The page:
Nor is it easy to change the habits of daily life, and to see what has become comfortably invisible. We don't stop to think how wonderful it is to have hot and cold running water, flush toilets, color TVs, VCRs, radios, internet connections once we get used to all that. They're just there and we pay a fairly insignificant bill for them every so often. The "insignificance" of the bills may be changing, but not so quickly that changes in behavior are striking.
Imagine what conservation could do if we treated energy - hydroelectric power, natural gas, gasoline - as a precious asset and habitually avoided wasting it. Lights wouldn't be left on all night, up and down every street and alley and porch. (Where they're needed for protection, they'd be motion-activated.) Computers would know when to turn themselves OFF, and do it, and when they came back on, it would be with an efficiently and accurately saved state. (They would not whine at us that they were not properly shut down.) Hot things would be insulated, and turned off if unused for more than a few hours, or days, certainly. Homes would be built to absorb energy from the winter sun, and to reject it from the summer heat. We'd share resources to save on manufacture, distribution and maintenance. We'd use mass transit and bicycles more. We'd combine errands and avoid wasting trips. We'd build more liveable cities.
The last time we had an energy crisis, back in the mid-1970s, it looked like all these things were just around the corner, too.
Let me go way out on a limb and predict that it won't happen this time, either. We'll all get cozy until the system crashes, then fixing it will be the very highest priority until it's patched up, then we'll all get cozy until the system crashes, etc. But we won't sacrifice the comforts we know and love, unless someone forcefully takes them away from us.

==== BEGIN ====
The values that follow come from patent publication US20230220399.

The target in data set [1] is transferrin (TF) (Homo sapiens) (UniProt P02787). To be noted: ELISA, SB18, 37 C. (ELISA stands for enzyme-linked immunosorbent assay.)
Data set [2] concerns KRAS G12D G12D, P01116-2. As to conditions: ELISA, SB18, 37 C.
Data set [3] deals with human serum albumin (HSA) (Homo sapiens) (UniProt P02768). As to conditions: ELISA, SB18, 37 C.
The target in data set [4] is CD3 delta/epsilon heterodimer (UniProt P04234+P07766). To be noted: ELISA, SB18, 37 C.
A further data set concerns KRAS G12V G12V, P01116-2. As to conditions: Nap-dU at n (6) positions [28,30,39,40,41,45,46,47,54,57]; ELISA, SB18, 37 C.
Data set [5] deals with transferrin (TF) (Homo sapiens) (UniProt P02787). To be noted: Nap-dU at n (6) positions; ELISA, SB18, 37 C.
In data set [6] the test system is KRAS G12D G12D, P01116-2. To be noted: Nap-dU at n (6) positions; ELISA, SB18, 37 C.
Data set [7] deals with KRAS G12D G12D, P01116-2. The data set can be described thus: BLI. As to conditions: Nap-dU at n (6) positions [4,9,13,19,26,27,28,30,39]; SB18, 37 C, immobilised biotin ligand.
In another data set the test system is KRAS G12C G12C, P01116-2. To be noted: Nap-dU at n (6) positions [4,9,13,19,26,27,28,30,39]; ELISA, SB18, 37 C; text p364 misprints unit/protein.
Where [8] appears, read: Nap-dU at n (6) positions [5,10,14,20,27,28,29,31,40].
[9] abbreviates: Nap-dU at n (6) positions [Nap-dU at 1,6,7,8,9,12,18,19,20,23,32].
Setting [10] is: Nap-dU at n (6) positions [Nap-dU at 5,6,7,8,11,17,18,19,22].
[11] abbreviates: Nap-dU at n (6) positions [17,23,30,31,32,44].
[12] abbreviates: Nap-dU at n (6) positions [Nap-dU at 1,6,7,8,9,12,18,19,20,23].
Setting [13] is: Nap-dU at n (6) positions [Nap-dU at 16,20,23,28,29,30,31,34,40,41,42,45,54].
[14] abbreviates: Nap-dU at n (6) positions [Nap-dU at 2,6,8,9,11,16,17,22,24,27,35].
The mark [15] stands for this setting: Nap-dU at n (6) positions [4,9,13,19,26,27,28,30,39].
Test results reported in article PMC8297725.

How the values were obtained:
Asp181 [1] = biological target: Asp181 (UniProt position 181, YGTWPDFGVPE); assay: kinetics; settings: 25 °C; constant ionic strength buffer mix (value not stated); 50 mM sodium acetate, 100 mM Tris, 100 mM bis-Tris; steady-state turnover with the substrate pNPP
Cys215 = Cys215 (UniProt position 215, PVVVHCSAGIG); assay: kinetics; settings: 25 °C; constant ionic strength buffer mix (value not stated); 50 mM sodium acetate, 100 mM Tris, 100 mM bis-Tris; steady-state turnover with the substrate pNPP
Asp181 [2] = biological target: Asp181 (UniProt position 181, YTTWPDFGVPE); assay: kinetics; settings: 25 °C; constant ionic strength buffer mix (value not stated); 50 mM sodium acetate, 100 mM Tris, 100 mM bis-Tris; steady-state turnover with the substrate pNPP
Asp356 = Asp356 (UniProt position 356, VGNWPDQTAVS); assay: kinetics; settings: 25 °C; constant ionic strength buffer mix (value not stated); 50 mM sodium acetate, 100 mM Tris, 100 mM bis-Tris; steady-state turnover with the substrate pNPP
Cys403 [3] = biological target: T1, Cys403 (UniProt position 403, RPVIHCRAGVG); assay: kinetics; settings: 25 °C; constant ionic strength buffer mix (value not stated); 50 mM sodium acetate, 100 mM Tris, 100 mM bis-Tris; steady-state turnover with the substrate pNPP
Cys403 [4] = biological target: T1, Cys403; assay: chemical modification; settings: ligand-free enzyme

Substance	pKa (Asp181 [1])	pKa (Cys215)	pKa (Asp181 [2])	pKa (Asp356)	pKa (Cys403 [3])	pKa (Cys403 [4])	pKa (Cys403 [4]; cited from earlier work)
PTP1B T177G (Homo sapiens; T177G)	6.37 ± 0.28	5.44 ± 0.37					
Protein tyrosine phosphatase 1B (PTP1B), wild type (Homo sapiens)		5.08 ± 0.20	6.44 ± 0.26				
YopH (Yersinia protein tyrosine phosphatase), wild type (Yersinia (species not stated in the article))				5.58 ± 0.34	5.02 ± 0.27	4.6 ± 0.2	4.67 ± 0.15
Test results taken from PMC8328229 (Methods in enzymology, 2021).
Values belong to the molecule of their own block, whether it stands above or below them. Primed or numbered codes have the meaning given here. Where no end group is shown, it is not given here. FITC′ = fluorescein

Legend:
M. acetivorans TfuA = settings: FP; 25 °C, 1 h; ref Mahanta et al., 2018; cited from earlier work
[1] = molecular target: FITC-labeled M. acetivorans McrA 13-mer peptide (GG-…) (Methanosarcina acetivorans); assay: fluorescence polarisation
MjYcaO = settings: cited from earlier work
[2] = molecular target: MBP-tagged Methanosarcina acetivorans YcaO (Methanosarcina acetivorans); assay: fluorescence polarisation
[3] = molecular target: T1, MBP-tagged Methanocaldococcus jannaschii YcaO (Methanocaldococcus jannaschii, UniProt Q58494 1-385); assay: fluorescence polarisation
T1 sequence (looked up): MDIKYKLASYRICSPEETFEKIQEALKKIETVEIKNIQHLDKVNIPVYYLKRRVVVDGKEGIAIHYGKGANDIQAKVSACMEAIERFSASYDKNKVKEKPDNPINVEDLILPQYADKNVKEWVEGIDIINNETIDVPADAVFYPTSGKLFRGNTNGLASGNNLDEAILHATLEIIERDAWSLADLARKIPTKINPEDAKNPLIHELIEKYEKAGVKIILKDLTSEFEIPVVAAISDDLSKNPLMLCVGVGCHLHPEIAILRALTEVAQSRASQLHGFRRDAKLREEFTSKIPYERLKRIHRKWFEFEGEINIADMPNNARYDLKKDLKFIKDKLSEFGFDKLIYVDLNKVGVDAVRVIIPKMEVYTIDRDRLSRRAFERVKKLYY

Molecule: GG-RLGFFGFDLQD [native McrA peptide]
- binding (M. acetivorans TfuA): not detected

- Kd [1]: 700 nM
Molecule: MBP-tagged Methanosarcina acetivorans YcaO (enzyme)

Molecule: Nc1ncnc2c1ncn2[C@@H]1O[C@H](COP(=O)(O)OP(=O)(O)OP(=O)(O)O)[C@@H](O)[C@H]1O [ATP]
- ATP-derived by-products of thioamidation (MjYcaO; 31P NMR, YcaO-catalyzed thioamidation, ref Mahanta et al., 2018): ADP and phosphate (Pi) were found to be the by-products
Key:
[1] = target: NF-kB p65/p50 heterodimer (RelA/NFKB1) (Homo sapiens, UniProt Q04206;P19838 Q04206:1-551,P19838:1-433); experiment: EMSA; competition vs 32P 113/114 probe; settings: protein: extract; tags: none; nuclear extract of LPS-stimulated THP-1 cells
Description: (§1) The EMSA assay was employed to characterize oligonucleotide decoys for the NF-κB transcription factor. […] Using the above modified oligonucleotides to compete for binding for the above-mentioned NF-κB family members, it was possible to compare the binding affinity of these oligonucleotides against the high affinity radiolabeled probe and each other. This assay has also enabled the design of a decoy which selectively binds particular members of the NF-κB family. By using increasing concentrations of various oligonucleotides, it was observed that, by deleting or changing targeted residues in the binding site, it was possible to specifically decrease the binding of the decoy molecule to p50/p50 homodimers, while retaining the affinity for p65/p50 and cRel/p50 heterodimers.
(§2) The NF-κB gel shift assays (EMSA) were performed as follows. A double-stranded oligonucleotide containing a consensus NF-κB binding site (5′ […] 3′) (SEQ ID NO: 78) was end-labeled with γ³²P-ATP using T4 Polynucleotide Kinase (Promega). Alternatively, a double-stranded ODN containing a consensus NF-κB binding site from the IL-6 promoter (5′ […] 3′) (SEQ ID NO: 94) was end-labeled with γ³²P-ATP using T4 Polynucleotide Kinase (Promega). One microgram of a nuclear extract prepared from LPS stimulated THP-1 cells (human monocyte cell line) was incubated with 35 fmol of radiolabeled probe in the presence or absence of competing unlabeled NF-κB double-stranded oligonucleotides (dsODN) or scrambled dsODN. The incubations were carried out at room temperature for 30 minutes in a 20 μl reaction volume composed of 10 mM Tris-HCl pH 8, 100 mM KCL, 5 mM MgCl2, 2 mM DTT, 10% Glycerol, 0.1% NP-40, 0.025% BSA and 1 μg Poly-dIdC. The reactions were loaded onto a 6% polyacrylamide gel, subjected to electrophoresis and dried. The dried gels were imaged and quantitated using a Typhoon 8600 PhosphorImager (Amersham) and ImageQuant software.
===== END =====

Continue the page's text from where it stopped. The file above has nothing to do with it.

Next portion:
Beyond the one week, one month or couple-of-years planning horizons that occupy most of our attention, there looms another energy crisis: the planetary one known as Global Warming. The jury is out (and may never return) on how profound an effect our actions are having on the warming of the planet. (That the planet is warming seems to be a well-established fact at this point.) How will we deal with this larger crisis?
The response to the electricity "shortage" in California may be instructive. It looks like the plan is to control prices through whatever means possible (more 1970s déjà vu), while enough natural gas fired generating plants can be built to create excess supply (which will make it more profitable to not run some of them, which will lead to shortage, etc.). The cycle of excess, crash, forced response to the crash leading to excess, and so on.
Who's going to form the equivalent bureaucracy to California's Independent System Operator to pull the levers routing damage around the planet? It's hard to imagine that happening, when forecasting the weather for a week or two is more than we can manage. We'll no doubt have system status viewable on the web, but control is another matter. Even if we were powerful enough, it's unlikely we'll be smart enough to do the right thing any time soon. There's too much that can go wrong, in ways that we haven't discovered yet.
Current news coverage of the California crisis, from
The L.A. Times
The Sacramento Bee
"Deregulation" through adding three bureacracies (SacBee graphic). (The Power Exchange was shut down last month.)
The San Jose Mercury News
Tom von Alten tva_∂t_fortboise_⋅_org